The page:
Maybe there is an Unconscious Motivation – “We need to validate the cost of the short-term missions trip.”

During my time at Youth For Christ in Indiana, I had to sit down and fill out my weekly ministry report and turn it into my supervisor. On this ministry report, I had to write down what I did for the week and what the results were. How many students came to club that week? How many building times and appointments did I have that week? But it was known that the most important stat was, “How many times did you present the Gospel and how many students made decisions?” We knew that every week we were expected to “present the Gospel” to students whether through one on one appointments or at our clubs. The number of presentations and decisions was also important as it related to our YFC chapter as well as the prayer letters we sent out on a monthly basis.

Now don’t get me wrong, I am all for sharing Jesus with as many people as possible (and YFC does a lot of incredible work with students). But when we boil the Gospel down to a number and an expectation of decisions made then we are not being responsible with the Gospel. Nor am I sure that we are being responsible with the relationship. It is far too easy to see a person as a project to be saved over getting to know them and genuinely caring for them, just as they are. Jesus did this so well. He saw the individual and met them where they were.  I wanted as many students as possible to make decisions to following Jesus, but if my motivation was about how many decisions were being made, what was my true motivation for presenting the Gospel? Yes, it was for students to know, love and follow Jesus, but to say that my motives were completely pure would not be true. Many times it seemed as though my motivation for presenting the Gospel was more about me and my ministry report and prayer letters than it was actually about being sensitive to the Holy Spirit. My unconscious motivation was so that I looked good in doing my ministry. It made me feel better about myself and my ministry.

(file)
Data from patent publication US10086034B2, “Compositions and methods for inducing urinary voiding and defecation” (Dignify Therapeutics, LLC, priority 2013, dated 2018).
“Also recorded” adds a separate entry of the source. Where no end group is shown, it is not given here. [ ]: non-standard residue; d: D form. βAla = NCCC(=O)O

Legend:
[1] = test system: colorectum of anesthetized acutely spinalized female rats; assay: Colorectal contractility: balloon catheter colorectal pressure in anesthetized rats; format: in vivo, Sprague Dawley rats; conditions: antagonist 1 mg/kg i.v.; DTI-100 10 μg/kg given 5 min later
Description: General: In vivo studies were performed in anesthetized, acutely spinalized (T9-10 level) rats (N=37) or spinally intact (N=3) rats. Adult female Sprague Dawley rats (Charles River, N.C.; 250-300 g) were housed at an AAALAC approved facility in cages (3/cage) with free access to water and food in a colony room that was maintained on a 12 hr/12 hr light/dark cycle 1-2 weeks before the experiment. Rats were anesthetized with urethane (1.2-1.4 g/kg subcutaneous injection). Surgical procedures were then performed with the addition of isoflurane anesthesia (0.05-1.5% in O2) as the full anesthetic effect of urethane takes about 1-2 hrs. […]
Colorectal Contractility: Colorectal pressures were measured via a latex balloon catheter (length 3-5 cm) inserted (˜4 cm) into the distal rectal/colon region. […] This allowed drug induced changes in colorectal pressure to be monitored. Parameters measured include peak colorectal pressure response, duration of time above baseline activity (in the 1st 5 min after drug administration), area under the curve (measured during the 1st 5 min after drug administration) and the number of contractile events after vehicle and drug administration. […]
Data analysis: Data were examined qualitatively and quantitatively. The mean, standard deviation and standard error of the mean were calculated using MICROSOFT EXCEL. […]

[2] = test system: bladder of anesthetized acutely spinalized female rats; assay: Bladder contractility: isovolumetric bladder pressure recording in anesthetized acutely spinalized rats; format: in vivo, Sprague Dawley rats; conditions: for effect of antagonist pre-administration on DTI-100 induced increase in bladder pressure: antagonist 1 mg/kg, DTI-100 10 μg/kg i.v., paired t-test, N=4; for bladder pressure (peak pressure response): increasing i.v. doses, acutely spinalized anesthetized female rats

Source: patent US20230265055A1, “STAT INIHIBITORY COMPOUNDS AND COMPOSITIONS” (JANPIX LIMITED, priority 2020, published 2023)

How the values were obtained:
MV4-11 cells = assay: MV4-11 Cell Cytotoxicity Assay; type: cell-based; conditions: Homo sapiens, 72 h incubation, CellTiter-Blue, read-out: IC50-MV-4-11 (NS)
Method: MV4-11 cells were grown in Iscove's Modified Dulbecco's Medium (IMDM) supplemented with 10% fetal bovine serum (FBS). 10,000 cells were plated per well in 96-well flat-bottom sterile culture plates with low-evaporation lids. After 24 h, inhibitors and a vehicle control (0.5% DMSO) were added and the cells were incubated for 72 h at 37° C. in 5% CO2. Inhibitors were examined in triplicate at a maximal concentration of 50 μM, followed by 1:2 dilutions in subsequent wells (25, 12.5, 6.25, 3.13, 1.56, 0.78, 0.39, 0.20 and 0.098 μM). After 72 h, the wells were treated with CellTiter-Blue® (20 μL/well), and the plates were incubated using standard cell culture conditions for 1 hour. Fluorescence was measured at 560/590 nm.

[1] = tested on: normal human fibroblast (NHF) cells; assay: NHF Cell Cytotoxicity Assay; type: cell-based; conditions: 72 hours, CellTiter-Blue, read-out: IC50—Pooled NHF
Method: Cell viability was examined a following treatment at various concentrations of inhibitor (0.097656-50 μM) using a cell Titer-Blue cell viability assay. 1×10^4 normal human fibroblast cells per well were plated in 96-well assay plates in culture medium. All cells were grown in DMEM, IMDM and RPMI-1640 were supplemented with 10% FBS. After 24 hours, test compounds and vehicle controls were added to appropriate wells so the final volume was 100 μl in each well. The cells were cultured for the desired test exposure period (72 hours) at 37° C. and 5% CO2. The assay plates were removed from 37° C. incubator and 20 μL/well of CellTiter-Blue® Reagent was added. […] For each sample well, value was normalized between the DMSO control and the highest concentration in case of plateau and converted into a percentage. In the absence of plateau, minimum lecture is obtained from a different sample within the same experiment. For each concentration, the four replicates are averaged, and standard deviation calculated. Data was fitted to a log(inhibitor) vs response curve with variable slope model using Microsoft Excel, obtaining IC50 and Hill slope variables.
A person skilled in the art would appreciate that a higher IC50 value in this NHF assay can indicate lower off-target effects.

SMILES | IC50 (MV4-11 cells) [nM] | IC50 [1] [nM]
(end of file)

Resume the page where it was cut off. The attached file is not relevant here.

There are many churches today who go on short-term missions trips with the expressed purpose of “presenting the Gospel.” But we must be willing to dig deeper into our motivations and consider the following questions: Why do we do Gospel presentations? Is it so that we can report back to our church how many decisions were made for Christ so that we can validate that our trip was worth the cost?

If the Gospel is our priority, there are many questions to consider: What if there was a different way of presenting the Gospel? What if we help provide for a church so that they can be more effective in presenting the Gospel to their community? What if we were able to give what is needed to churches to reach their community in the way they feel is best? Can we develop a sister church in the community with a long-term ministry relationship that celebrates with each other, prays for each other, and ministers to each other?

Let’s periodically check ourselves and keep working towards the bigger long-term impact that can be had when our churches invest in indigenous churches to reach their community.

Phil Steiner